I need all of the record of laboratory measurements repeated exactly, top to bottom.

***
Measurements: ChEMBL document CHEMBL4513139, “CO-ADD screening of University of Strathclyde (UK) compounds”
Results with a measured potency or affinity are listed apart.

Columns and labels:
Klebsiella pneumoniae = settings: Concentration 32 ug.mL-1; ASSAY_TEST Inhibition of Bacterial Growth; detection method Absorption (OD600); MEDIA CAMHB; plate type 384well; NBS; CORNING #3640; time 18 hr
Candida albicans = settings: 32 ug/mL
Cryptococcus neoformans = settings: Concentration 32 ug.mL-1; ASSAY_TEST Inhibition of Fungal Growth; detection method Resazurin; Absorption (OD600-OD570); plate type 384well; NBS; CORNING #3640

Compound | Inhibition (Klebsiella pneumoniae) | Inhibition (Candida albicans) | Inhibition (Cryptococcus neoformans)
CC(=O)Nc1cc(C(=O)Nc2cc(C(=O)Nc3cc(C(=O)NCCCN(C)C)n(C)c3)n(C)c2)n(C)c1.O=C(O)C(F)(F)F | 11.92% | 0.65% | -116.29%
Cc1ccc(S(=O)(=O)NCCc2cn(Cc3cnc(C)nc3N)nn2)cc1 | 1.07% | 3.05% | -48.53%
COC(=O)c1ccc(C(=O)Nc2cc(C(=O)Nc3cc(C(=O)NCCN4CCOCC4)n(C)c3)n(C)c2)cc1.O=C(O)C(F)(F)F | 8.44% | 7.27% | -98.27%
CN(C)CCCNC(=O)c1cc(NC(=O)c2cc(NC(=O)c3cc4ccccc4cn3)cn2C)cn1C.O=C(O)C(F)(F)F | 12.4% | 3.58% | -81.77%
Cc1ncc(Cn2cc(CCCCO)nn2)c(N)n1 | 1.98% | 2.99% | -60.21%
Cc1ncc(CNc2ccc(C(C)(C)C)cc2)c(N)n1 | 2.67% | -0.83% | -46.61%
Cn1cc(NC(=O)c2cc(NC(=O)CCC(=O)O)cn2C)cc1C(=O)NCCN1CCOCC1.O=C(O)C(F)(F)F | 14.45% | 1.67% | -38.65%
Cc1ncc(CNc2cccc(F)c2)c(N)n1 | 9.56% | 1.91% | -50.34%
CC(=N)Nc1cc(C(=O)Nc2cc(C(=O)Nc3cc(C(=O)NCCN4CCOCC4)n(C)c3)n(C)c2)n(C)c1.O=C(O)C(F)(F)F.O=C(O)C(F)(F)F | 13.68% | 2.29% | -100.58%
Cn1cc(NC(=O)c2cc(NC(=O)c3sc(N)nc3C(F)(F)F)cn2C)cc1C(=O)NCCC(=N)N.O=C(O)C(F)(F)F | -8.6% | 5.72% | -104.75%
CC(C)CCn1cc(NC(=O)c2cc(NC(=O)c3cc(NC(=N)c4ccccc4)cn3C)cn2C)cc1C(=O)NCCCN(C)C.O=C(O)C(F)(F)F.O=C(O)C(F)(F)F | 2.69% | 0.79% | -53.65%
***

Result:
Measurements: ChEMBL document CHEMBL4513139, “CO-ADD screening of University of Strathclyde (UK) compounds”
Results with a measured potency or affinity are listed apart.

Columns and labels:
Klebsiella pneumoniae = settings: Concentration 32 ug.mL-1; ASSAY_TEST Inhibition of Bacterial Growth; detection method Absorption (OD600); MEDIA CAMHB; plate type 384well; NBS; CORNING #3640; time 18 hr
Candida albicans = settings: 32 ug/mL
Cryptococcus neoformans = settings: Concentration 32 ug.mL-1; ASSAY_TEST Inhibition of Fungal Growth; detection method Resazurin; Absorption (OD600-OD570); plate type 384well; NBS; CORNING #3640

Compound | Inhibition (Klebsiella pneumoniae) | Inhibition (Candida albicans) | Inhibition (Cryptococcus neoformans)
CC(=O)Nc1cc(C(=O)Nc2cc(C(=O)Nc3cc(C(=O)NCCCN(C)C)n(C)c3)n(C)c2)n(C)c1.O=C(O)C(F)(F)F | 11.92% | 0.65% | -116.29%
Cc1ccc(S(=O)(=O)NCCc2cn(Cc3cnc(C)nc3N)nn2)cc1 | 1.07% | 3.05% | -48.53%
COC(=O)c1ccc(C(=O)Nc2cc(C(=O)Nc3cc(C(=O)NCCN4CCOCC4)n(C)c3)n(C)c2)cc1.O=C(O)C(F)(F)F | 8.44% | 7.27% | -98.27%
CN(C)CCCNC(=O)c1cc(NC(=O)c2cc(NC(=O)c3cc4ccccc4cn3)cn2C)cn1C.O=C(O)C(F)(F)F | 12.4% | 3.58% | -81.77%
Cc1ncc(Cn2cc(CCCCO)nn2)c(N)n1 | 1.98% | 2.99% | -60.21%
Cc1ncc(CNc2ccc(C(C)(C)C)cc2)c(N)n1 | 2.67% | -0.83% | -46.61%
Cn1cc(NC(=O)c2cc(NC(=O)CCC(=O)O)cn2C)cc1C(=O)NCCN1CCOCC1.O=C(O)C(F)(F)F | 14.45% | 1.67% | -38.65%
Cc1ncc(CNc2cccc(F)c2)c(N)n1 | 9.56% | 1.91% | -50.34%
CC(=N)Nc1cc(C(=O)Nc2cc(C(=O)Nc3cc(C(=O)NCCN4CCOCC4)n(C)c3)n(C)c2)n(C)c1.O=C(O)C(F)(F)F.O=C(O)C(F)(F)F | 13.68% | 2.29% | -100.58%
Cn1cc(NC(=O)c2cc(NC(=O)c3sc(N)nc3C(F)(F)F)cn2C)cc1C(=O)NCCC(=N)N.O=C(O)C(F)(F)F | -8.6% | 5.72% | -104.75%
CC(C)CCn1cc(NC(=O)c2cc(NC(=O)c3cc(NC(=N)c4ccccc4)cn3C)cn2C)cc1C(=O)NCCCN(C)C.O=C(O)C(F)(F)F.O=C(O)C(F)(F)F | 2.69% | 0.79% | -53.65%